The talks took place in Astana, Kazakhstan, with United Nations envoy Staffan de Mistura serving as mediator. The Donald Trump administration decided not to send a delegation from Washington; the U.S. ambassador to Kazakhstan attended as an observer.
This new cooperation between Moscow and Tehran (both have backed Assad) and Ankara (which has supported opponents of the regime) reflects shifts in the region as governments maneuver to defend their conflicting economic, political and military interests. Recep Tayyip Erdogan’s regime in Turkey has dropped demands that Assad step down. Moscow in turn has substantially reduced relations with Democratic Union Party (PYD), the dominant Syrian Kurdish party, and its armed Peoples Protection Units (YPG).
After the conference broke up, the two Syrian delegations — one from the regime and the other of opposition fighters — held competing press conferences.
“We don’t accept any role for Iran in the future of Syria,” said Mohammad Alloush, head of the opposition group, demanding that all Iranian-backed foreign militias leave Syria.
Assad’s envoy Bashar Ja’afari said it was “pitiful” that the opposition criticized one of the conference’s three sponsors.
It remains to be seen what course Trump’s stewardship of U.S. imperialism will take in Syria. White House press secretary Sean Spicer said Jan. 23 Trump would like to work with Moscow wherever possible, including in combating Islamic State there.
Moscow and Ankara brokered the truce following the defeat of rebels in the city of Aleppo by Iranian soldiers and allied Shiite militias along with troops loyal to Assad, backed by Russian airstrikes. The cease-fire does not include the jihadist Islamic State, nor Jabhat Fateh al-Sham, formerly the al-Qaeda-linked Nusra Front. And it does not include the Kurds.
As soon as the fighting eased there were renewed street protests against Assad’s rule. Al Jazeera broadcast video of hundreds rallying in Douma, Idlib, Daraa and elsewhere the day after the cease-fire took effect.
The Syrian Observatory for Human Rights reported Jan. 20 that hundreds of people demonstrated in suburbs east of Damascus to oppose the ongoing government siege of Wadi Barada, a valley northwest of Damascus that is the source of water for the capital. “They also called for a ceasefire in the entire Syrian territory and the release of detainees held by the regime,” the Observatory reported.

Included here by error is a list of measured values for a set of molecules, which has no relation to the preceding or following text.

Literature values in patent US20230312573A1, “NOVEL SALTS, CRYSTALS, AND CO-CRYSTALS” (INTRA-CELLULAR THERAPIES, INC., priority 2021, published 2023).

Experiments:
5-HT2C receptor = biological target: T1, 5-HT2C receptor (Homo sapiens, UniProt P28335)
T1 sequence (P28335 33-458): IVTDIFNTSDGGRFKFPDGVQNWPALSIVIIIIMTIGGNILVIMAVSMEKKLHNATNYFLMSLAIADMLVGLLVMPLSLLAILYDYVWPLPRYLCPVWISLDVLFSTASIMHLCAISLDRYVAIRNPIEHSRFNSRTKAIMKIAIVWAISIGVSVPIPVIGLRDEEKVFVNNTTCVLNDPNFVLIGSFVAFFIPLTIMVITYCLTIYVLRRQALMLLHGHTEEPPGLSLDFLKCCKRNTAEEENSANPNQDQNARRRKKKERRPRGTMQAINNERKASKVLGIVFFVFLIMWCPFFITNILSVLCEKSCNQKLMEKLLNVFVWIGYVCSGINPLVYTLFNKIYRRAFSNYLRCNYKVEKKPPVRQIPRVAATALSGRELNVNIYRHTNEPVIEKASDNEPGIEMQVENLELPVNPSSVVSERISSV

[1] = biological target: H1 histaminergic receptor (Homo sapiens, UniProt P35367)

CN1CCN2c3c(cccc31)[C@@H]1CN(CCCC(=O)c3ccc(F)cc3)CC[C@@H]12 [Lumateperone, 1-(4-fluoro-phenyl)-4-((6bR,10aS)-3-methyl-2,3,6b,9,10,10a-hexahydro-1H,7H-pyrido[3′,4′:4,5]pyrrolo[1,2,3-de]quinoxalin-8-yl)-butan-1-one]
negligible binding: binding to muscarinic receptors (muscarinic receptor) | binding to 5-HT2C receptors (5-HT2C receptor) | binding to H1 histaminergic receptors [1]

In an effort to expand their long-term presence in the Mideast, Russian officials signed an agreement with Damascus Jan. 20 to double the space for Russian warships at the Syrian port of Tartus and extend their access to an air base near Latakia.
The conquest of Aleppo put pro-government forces in control of most of Syria’s western cities and coast. But Assad lacks the ground forces to control this territory without substantial backing from Tehran and Shiite militias such as the Lebanese Hezbollah.
As a result, Iranian capital’s influence in Syria has grown. In mid-January, Iranian officials signed contracts with Damascus, gaining control over Syria’s largest phosphate mine and receiving a license to operate a mobile telecommunications network.
Working people in Syria face continuing catastrophe — with hundreds of thousands killed by the regime and its allies and Islamic State and millions driven from their homes.
Attacks on the KurdsBoth U.S. and Russian warplanes have been bombing near al-Bab, in support of a Turkish-organized offensive against Islamic State. Ankara’s central aim is to block the Syrian Kurds from taking that city and connecting territories they control on Turkey’s border.
The Kurds are the largest oppressed nationality in the world without their own homeland.
Ankara has organized a 450-person “Free Police,” including special forces, to patrol in Jarablus, conquered by Turkish-led Syrian forces in 2016, driving the Kurdish YPG from the area. A video of the cops on the internet shows recruits chanting in Arabic, “Long live Turkey, long live Erdogan.”
Ankara is currently engaged in a bloody campaign to put down opposition by the Stalinist Kurdistan Workers Party (PKK) inside Turkey. The Erdogan government claims the YPG in Syria is just a different name for the PKK.
At the same time, Washington has been working with forces led by the YPG to attack Islamic State’s capital in Raqqa, Syria, and with the Kurdish peshmerga in Iraq in a drive to retake Mosul from the jihadists — putting the U.S. rulers at odds with Ankara.
Thousands march in Gaza vs. Hamas cuts in electricity
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